Death of Superman appears in an aspect ratio of approximately 1.78:1 on this Blu-ray Disc. I felt happy with this image.
Sharpness excelled. The movie always came across as tight and well-defined, so don’t expect any signs of softness.
Jaggies and moiré effects also remained absent, and the image lacked edge haloes or artifacts. In addition, print flaws were a non-factor and didn’t appear at any point.
In terms of colors, Death went with a fairly bright palette that could lean teal, but it also emphasized primary colors. The tones looked solid within those parameters.
Blacks were deep and tight, while shadows showed nice clarity. Across the board, the image worked well.
I thought the DTS-HD MA 5.1 soundtrack of Death opened up the comic book material well. The forward channels brought out the majority of the material, but the entire package added a lot to the movie. Music presented strong stereo imaging, while effects cropped up in logical spots and blended well.
The surrounds also contributed good information. For the most part, these reinforced the forward channels, but they also contributed a fair amount of unique material.
These instances mainly occurred during bigger action scenes, but they spread out in quieter scenes as well and even featured some directional dialogue. The back speakers brought out a nice sense of space and environment.
Audio quality always satisfied. Speech was warm and natural, without edginess or other issues.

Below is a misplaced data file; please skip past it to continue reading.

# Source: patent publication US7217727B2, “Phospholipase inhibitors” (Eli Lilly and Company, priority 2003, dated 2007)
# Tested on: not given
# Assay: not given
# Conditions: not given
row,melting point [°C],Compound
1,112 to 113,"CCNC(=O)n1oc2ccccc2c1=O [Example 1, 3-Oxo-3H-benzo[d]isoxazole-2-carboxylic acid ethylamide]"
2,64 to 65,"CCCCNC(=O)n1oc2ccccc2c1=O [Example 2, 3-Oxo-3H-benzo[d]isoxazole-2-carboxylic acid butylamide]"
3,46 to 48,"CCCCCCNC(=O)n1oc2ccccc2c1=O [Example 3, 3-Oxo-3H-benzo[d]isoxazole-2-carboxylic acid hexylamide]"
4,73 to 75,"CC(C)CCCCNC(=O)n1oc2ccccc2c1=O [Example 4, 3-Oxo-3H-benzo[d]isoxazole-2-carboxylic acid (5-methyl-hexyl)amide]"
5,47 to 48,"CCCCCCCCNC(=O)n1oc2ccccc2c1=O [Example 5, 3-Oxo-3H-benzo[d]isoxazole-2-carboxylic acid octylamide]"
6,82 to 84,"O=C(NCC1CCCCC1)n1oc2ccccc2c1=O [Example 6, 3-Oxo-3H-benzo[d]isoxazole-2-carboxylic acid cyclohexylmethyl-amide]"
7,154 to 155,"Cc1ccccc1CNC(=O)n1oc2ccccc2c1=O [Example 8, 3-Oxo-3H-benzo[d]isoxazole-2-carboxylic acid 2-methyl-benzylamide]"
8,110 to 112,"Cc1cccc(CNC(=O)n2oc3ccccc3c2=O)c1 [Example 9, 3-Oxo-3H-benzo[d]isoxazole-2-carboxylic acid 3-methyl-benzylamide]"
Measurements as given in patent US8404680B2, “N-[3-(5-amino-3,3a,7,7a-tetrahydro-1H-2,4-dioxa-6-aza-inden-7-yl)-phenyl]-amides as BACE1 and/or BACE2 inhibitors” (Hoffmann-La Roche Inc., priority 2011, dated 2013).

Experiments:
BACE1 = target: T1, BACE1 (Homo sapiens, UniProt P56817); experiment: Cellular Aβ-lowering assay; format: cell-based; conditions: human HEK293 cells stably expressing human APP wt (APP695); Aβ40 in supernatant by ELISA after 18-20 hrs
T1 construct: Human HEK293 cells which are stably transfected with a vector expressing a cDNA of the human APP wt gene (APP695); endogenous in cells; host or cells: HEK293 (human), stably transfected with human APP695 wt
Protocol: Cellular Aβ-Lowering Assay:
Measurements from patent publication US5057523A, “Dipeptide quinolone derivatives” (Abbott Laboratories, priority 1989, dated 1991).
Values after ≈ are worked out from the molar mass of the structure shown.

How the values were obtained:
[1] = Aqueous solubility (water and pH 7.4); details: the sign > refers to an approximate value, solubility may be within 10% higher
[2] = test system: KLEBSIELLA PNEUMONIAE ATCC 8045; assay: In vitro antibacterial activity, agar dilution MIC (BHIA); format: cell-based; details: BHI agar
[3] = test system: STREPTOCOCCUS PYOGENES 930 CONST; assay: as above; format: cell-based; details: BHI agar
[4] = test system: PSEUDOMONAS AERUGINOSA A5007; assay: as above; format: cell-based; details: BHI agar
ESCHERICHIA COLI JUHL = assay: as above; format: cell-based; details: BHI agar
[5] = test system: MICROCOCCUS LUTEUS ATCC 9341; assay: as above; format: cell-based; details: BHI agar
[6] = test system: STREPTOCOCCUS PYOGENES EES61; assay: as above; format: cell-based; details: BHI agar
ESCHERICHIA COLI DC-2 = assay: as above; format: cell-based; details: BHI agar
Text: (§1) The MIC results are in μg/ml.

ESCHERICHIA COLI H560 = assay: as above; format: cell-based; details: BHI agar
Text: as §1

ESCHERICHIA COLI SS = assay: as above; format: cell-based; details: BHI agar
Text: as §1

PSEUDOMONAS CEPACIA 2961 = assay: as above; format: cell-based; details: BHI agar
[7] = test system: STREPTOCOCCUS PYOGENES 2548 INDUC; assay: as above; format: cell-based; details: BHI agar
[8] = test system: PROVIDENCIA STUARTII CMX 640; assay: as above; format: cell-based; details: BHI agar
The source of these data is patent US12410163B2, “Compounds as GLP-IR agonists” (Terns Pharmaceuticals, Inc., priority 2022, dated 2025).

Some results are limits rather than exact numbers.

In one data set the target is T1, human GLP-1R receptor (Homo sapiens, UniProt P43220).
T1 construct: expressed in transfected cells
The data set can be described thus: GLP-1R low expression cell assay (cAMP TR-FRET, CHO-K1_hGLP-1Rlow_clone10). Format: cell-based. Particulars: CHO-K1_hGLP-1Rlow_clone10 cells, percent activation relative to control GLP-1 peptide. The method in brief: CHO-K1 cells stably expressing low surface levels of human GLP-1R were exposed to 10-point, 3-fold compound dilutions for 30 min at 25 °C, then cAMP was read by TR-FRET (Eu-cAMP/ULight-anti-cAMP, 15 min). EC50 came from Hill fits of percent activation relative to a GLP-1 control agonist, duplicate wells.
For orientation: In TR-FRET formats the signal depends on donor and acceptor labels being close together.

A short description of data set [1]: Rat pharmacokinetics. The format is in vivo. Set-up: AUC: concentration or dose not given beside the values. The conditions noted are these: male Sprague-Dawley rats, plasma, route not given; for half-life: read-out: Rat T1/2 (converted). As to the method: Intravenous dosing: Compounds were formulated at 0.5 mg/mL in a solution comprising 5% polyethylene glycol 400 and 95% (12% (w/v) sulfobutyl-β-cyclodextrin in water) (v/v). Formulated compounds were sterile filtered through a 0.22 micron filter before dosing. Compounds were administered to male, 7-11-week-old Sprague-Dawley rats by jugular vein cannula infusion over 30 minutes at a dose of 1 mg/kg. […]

Music sounded lively and full, while effects displayed good definition. Those elements seemed accurate and dynamic. All of this led to a positive presentation that deserved a “B+”.
Only a few extras appear here, and we start with a featurette called The Brawl That Topped Them All. It lasts 16 minutes, 23 seconds and offers notes from DC Entertainment Creative Director Mike Carlin, artist Jon Bogdanove, co-director Jake Castorena, and martial artist Christian Medina.
“Brawl” examines the creation of Doomsday, story/characters, fight choreography, and visual choices. This doesn’t become a great look at the production, but it mixes enough useful details to deserve a viewing.
Two episodes of Legion of Superheroes pop up as well: “Dark Victory: Part 1” (22:54) and “Dark Victory: Part 2” (22:50). These shows focus on a conflict with Brainiac.
Why do they appear alongside Death? I don’t know. Sure, they involve a post-Death Superman spinoff and an alien threat, but otherwise there’s no major link.
Whatever the reason for their inclusion, the “Dark Victory” episodes offer passable entertainment. They give us a reasonably interesting story but the cartoony depiction doesn’t suit the basic drama at hand.
A Sneak Peek at Reign of the Supermen runs nine minutes, 33 seconds and features info from Carlin, director Sam Liu, screenwriters Tim Sheridan and Jim Krieg, voice director Wes Gleason, Warner Home Video EVP Jeff Brown, and actors Cress Williams, Cameron Monaghan, Rebecca Romijn, Rainn Wilson and Jerry O’Connell. It provides basics about Reign - the sequel to Death - and exists as mainly as an advertisement.
Trailers presents promos for Batman Ninja and Suicide Squad: Hell to Pay.
A second disc presents a DVD copy of Death. It includes the sneak peek and the trailers but lacks the other components.
In the visual domain, The Death of Superman gives us a dynamic effort. In the auditory realm, though, a weak score and some iffy voice acting damage the end result. The Blu-ray provides very good picture and audio along with a smattering of supplements. Death’s strengths make it worth a look, but it could’ve been better.
Note that this version of Death is a “limited edition” that includes a Superman action figure. The same Blu-ray/DVD combo is also available on its own without the toy for $5 less.